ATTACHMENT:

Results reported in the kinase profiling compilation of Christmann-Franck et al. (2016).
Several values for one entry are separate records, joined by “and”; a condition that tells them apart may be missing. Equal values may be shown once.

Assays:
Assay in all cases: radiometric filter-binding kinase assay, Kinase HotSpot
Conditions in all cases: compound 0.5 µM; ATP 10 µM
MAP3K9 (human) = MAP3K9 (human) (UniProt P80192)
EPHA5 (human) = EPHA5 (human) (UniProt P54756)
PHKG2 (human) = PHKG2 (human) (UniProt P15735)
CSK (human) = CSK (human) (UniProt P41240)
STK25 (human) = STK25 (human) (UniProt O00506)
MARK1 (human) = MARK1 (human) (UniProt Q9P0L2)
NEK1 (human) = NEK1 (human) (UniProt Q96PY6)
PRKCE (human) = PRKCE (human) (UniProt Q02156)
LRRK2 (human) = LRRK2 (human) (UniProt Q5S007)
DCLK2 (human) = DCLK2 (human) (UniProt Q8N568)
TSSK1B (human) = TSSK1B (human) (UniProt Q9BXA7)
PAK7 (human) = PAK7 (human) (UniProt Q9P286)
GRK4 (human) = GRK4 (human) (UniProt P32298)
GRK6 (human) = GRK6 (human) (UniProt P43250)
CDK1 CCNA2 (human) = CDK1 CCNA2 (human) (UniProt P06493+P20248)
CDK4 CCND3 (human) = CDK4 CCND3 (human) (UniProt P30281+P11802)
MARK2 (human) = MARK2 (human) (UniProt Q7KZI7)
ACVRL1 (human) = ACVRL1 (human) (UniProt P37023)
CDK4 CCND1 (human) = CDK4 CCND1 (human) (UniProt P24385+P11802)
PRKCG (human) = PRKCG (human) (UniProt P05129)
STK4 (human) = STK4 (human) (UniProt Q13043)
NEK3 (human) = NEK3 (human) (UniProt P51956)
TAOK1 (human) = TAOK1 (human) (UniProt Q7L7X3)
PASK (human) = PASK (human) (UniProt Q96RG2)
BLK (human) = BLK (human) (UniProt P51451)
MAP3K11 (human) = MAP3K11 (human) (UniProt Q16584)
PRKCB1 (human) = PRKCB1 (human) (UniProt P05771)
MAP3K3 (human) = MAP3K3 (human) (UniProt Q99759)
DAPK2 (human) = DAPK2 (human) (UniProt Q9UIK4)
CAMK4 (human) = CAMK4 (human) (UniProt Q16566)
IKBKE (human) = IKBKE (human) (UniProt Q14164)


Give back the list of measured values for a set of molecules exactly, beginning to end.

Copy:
Results reported in the kinase profiling compilation of Christmann-Franck et al. (2016).
Several values for one entry are separate records, joined by “and”; a condition that tells them apart may be missing. Equal values may be shown once.

Assays:
Assay in all cases: radiometric filter-binding kinase assay, Kinase HotSpot
Conditions in all cases: compound 0.5 µM; ATP 10 µM
MAP3K9 (human) = MAP3K9 (human) (UniProt P80192)
EPHA5 (human) = EPHA5 (human) (UniProt P54756)
PHKG2 (human) = PHKG2 (human) (UniProt P15735)
CSK (human) = CSK (human) (UniProt P41240)
STK25 (human) = STK25 (human) (UniProt O00506)
MARK1 (human) = MARK1 (human) (UniProt Q9P0L2)
NEK1 (human) = NEK1 (human) (UniProt Q96PY6)
PRKCE (human) = PRKCE (human) (UniProt Q02156)
LRRK2 (human) = LRRK2 (human) (UniProt Q5S007)
DCLK2 (human) = DCLK2 (human) (UniProt Q8N568)
TSSK1B (human) = TSSK1B (human) (UniProt Q9BXA7)
PAK7 (human) = PAK7 (human) (UniProt Q9P286)
GRK4 (human) = GRK4 (human) (UniProt P32298)
GRK6 (human) = GRK6 (human) (UniProt P43250)
CDK1 CCNA2 (human) = CDK1 CCNA2 (human) (UniProt P06493+P20248)
CDK4 CCND3 (human) = CDK4 CCND3 (human) (UniProt P30281+P11802)
MARK2 (human) = MARK2 (human) (UniProt Q7KZI7)
ACVRL1 (human) = ACVRL1 (human) (UniProt P37023)
CDK4 CCND1 (human) = CDK4 CCND1 (human) (UniProt P24385+P11802)
PRKCG (human) = PRKCG (human) (UniProt P05129)
STK4 (human) = STK4 (human) (UniProt Q13043)
NEK3 (human) = NEK3 (human) (UniProt P51956)
TAOK1 (human) = TAOK1 (human) (UniProt Q7L7X3)
PASK (human) = PASK (human) (UniProt Q96RG2)
BLK (human) = BLK (human) (UniProt P51451)
MAP3K11 (human) = MAP3K11 (human) (UniProt Q16584)
PRKCB1 (human) = PRKCB1 (human) (UniProt P05771)
MAP3K3 (human) = MAP3K3 (human) (UniProt Q99759)
DAPK2 (human) = DAPK2 (human) (UniProt Q9UIK4)
CAMK4 (human) = CAMK4 (human) (UniProt Q16566)
IKBKE (human) = IKBKE (human) (UniProt Q14164)